Wednesday, December 26, 2007

Days of Misrule. ( The Mithril Coat # 2 )

One of the pleasures of growing up is finding yourself preferring Boxing Day and the days after it to Christmas Day. Yes, it's partly to do with Christmass Day being more work and worry when you're an adult, but it's also about relishing the pleasure of savouring, of indolence and gentle misrule, over the excitement of anticipation and getting.

As a child I remember the disappointment as Christmas Day drew to a close, and the year before the next one seemed an eternity,( and to a point it still does, next Christmas still seems unimaginable from here...) The high point of the Day seemed to be everything, all else was anti-climax.

Then, however, I recall a Boxing Day when I was perhaps eleven or twelve, when I managed to stay in my pyjamas and read the whole of a book I had had in my stocking the day before ( Monica Edwards, one of the Romney Marsh ones. Anyone remember Monica Edwards? Probably shows you what kind of little girl I was and why I am what I am. My sharper and more au courant contemporaries were probably reading 'Lord of the Flies' by then, or Alan Garner at the very least, but I was still very happy with Arthur Ransome and Monica Edwards, thank you very much ...) . This required a degree of cunning on my part; I had to sidle off whenever my busy mother noticed I still hadn't dressed or set foot outside the door, and I remember closing the book after the last page and announcing triumphantly that I'd finished it and what's more had stayed in my 'jamas all day! Bliss. I think it must have been at about this time I started to appreciate the Days of Misrule.

Anyway, our Christmas lunch guests were charming and appreciative and just greedy enough. After they'd gone we went to sleep in front of Euronews 'No comment'. Ah, the wonders of digital, ever more channels to fall asleep in front of. We just about woke up for long enough to open the last of the presents, then wound our weary way.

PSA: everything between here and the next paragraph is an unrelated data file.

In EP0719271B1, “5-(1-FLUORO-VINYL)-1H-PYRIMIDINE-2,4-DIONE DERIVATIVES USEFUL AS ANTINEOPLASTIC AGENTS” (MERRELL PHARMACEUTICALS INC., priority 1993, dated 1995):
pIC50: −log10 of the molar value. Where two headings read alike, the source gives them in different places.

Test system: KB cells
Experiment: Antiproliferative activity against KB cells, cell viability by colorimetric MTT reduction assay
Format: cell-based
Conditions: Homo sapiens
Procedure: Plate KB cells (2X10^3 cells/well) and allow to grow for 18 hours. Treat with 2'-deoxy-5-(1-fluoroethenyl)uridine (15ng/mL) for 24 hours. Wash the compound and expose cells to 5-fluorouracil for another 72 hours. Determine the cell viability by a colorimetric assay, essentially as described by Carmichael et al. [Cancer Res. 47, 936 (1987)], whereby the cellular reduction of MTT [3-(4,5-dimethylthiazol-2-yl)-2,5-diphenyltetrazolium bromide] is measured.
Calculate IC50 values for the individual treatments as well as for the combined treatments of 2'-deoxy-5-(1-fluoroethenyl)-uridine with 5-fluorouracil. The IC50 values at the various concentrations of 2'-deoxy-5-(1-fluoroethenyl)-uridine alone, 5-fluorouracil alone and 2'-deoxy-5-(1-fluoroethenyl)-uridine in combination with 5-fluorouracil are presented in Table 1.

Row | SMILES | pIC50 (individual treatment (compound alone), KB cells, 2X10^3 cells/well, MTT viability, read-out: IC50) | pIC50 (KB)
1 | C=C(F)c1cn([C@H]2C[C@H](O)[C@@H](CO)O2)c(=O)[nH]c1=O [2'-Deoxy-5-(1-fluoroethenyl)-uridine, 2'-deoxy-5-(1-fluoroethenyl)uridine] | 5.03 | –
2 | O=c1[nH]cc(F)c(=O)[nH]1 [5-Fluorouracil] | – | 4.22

The following day, yesterday, I took a very short walk by the foggy fishpond, where I generally unsuccessfully tried to take some photos of gelid winter hydrangeas until the batteries ran out - the spares I was carrying were also flat, I'm not yet used to having only two in the camera which run out every five minutes. When I came home, I filled a roll with stuffing, pate, cranberry sauce, sausage wrapped in bacon and forget the turkey ( for me, turkey sandwiches are a customary misnomer like mincemeat; there is no turkey involved in the former or meat in the latter) and ate it on the sofa.

I decided perhaps I'd best put the cheese and leftover Brussels sprouts away somewhere after Tom falsely accused Molly of needing a bath after standing downwind of them ( her wounded dignity was made up to by allowing her to lick the turkey serving plate, another act of misrule not normally countenanced; we washed it well and rinsed it in very hot water, honestly...), and spent the rest of the day, between lunch and turkey broth, finishing off the coat I'd been making for Ilan. Initially I was slightly annoyed with myself for not doing this before, and placing a burden of obligation on the idleness of Boxing Day, but sitting at the table in the drabs of the wintry afternoon sun, carefully ladder stitching the lining into final place, the initial struggle of cutting and folding won, listening to the Tallis Scholars and Loreena's 'To Keep the Cold Winter Away', I began to feel absorbed and happy. Sewing is a rare activity these days, but one which is redolent of sensory memory. But perhaps that's another posting.